"Why is it you claim you have no alts but you always have a thumbs up milliseconds after you post drivel?"
Because you're an insecure liar.
The mention of Cabo was out of place and not necessary for the question he asked. I made a bad assumption.
"What planet you live on...??
Why are your communication skills so confusing...??"
Why would you say
"The recently announced collaboration between Intrexon and Merck speaks volumes to what might be playing behind the scenes"
when we're talking about PI3K/mTOR and why it seems to be sidelined and intrexon is not the same target (chimeric antigen receptor T-cell cancer therapies).
Why didn't I take the time to attack you about it since it had no place in the conversation like him mentioning CABO in this question, when you clearly try to attack other people for whatever? What is wrong with you? That's why I don't like you. You're a jerk.
Just respond like Scrotem_harden.... Simple statement to get me to look at it again.
I only got 3 hours of sleep in the past 2 days. Give me a break.
OK. It's a phase 1 "expansion"; most likely to evaluate efficacy by taking out the tolerated dose for a longer period.
I don’t have immediate access to that article but he is on other previous papers where they mentioned they were looking for biomarkers for efficacy in refractory lymphomas. To me, it seems that they’re simply a third party expertise to help guide trials because large company dynamics often becomes a bit nutty and the third party demands results and competence.
Nothing has been done with this since 2013….??? Sanofi might have sidelined this...?
Meaning that the 15 of 20 means of the 20 that move forward, 15 will succeed. It's not that if they do phase 1, it'll work.
The clinical trials site says "sponsor" and the name after it is who is paying for it. In this case Sanofi.
It's possible to increase odds, if they focus on drugs that have a lot of data surround it. They can use that to focus in on the right trial design. How exactly is START involved?
My guess is that they use a cheaper Phase1B focusing on efficacy (& safety) to answer questions from Phase 1A before opting for an expanded phase II.
If you're asking me. I'm not able to tell you the formula. I just know it's not a straight forward problem. The big boys are like to factor in the number of trials, compounds, shares they own, how many times it dropped on trial results,...
A lot of probabilities. It's like calculating risk for insurance. I'm not the one to answer this. I know that there are PhD in science in the stock business but overall, I'm not sure they're using medical knowledge to a great extent.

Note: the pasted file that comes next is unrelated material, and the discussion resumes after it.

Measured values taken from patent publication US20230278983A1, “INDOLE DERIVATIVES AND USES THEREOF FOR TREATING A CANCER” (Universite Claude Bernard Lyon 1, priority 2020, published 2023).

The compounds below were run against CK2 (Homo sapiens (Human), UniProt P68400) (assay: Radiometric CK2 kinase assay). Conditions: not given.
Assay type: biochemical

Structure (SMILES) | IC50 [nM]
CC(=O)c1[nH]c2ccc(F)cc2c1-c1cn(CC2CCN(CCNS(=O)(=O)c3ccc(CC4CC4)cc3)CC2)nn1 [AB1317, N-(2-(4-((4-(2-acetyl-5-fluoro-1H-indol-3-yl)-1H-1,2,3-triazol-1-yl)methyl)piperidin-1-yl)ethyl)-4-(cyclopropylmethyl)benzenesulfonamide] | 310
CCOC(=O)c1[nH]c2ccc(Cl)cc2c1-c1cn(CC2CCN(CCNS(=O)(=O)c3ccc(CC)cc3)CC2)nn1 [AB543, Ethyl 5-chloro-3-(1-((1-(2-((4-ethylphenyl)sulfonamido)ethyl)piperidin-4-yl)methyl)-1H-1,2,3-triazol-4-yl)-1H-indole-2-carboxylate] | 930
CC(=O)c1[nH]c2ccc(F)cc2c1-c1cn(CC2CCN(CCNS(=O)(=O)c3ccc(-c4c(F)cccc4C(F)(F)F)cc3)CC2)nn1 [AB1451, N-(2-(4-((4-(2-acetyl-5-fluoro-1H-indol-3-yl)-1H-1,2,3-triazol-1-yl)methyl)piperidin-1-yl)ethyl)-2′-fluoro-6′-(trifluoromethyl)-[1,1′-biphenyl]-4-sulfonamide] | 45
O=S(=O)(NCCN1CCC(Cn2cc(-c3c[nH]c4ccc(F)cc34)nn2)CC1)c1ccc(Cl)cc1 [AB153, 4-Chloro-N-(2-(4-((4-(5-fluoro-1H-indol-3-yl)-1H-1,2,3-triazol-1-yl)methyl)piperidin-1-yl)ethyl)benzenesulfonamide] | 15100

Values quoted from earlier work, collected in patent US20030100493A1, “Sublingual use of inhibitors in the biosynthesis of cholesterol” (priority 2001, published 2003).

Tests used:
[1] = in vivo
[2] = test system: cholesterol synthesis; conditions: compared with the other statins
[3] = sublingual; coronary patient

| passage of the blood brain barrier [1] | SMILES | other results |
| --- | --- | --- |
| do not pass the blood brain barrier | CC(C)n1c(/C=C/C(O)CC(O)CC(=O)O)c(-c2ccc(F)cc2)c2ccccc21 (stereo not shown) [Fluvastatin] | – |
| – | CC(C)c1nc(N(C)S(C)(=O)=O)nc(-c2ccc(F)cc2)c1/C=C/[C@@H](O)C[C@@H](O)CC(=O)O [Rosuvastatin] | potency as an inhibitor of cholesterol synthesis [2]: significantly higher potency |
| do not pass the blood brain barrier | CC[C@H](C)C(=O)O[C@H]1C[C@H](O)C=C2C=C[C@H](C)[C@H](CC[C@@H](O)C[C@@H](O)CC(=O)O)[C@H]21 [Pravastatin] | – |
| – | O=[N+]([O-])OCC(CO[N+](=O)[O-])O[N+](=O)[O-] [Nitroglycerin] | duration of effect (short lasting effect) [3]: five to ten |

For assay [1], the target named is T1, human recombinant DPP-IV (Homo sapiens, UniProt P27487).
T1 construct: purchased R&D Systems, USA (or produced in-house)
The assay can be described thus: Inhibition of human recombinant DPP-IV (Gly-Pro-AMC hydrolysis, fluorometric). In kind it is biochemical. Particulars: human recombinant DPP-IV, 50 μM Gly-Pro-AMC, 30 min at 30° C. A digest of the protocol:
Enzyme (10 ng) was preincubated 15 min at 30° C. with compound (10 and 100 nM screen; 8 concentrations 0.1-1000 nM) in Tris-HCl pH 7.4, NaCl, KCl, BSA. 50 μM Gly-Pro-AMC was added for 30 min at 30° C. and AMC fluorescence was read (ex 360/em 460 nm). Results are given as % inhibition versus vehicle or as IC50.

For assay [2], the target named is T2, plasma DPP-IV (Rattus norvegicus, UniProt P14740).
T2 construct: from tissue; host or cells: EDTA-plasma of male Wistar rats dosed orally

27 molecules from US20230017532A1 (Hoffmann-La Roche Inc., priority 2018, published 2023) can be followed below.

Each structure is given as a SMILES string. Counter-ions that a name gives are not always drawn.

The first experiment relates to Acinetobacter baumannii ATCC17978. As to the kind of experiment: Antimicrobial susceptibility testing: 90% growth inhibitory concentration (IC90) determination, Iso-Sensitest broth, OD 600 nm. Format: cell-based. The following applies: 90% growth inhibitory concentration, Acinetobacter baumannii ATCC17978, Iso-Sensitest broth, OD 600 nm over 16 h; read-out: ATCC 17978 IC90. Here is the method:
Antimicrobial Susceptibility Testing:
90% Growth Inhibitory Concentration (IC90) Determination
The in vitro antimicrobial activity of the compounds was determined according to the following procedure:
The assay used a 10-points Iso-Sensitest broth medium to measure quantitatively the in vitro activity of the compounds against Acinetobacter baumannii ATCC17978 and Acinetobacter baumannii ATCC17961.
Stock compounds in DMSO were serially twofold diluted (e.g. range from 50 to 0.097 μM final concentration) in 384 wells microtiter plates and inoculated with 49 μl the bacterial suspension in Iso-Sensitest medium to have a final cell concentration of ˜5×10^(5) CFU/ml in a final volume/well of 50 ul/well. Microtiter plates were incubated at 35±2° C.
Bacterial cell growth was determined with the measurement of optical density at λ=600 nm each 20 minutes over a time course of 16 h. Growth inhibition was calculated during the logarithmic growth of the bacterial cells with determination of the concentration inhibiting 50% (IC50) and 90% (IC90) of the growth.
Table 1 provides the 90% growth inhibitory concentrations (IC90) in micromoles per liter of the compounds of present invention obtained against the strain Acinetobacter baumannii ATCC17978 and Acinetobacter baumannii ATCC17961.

I didn't say it takes years to see an effect. I said long term use might be and issue and the FDA wants 7 years of safety data.
I have to say that for the immunotherapies, monoclonal antibodies (mabs) looks best to me. Anyone know companies in this area?
I glanced over a review of the 60 minutes piece. With the polio example, they're using the same concept of cancers cells produce certain proteins in higher quantities so it's more damaging to cancer cells. Thus it's unlikely to be a cure and long term use might cause some adverse events since it does affect healthy tissue which accounts for the 7 years of safety testing.
I'm seeing a lot of caveats and something to think about. It seem that they would need to use something the body cannot eradicate on its own, engineered not to reproduce (which they did), ... etc
I have to say I like the idea but I’m dubious at best about investing early in what appears to be a relatively new therapy option with only one to a dozen approved for any particular method of immunotherapy. PD-1 is getting attention now and the only vaccine approved is Provenge.
The only vaccine approved is Provenge by everyones favorite Dendreon (DNDN) and look what happened there.
I don’t know too much about it. If the specific mutation is targeted , why would immunotherapy fail on some but work on others? Everyone who gets the polio vaccine properly is immune to polio... I guess it does come down to what type of immunotherapy.
Anyone have good reads on this?
"previously untreated kidney cancer"
Sometimes it's hard to recruit first in line treatments for unproven drugs. People tend to want what is known to be best when they're staring down the barrel.
The differences between P2 and P3 studies give clues to what the FDA was asking for to advance. Such as a larger patient population, longer study (i.e. did it go from 12month to 17 month), etc...
Anyone know which study was P2? I can't find it. Exploration study?
I did remember you seemed a bit squirrelly and said you covered.
You may be able to project but you can't predict with certainty how and when fed talk hits the market.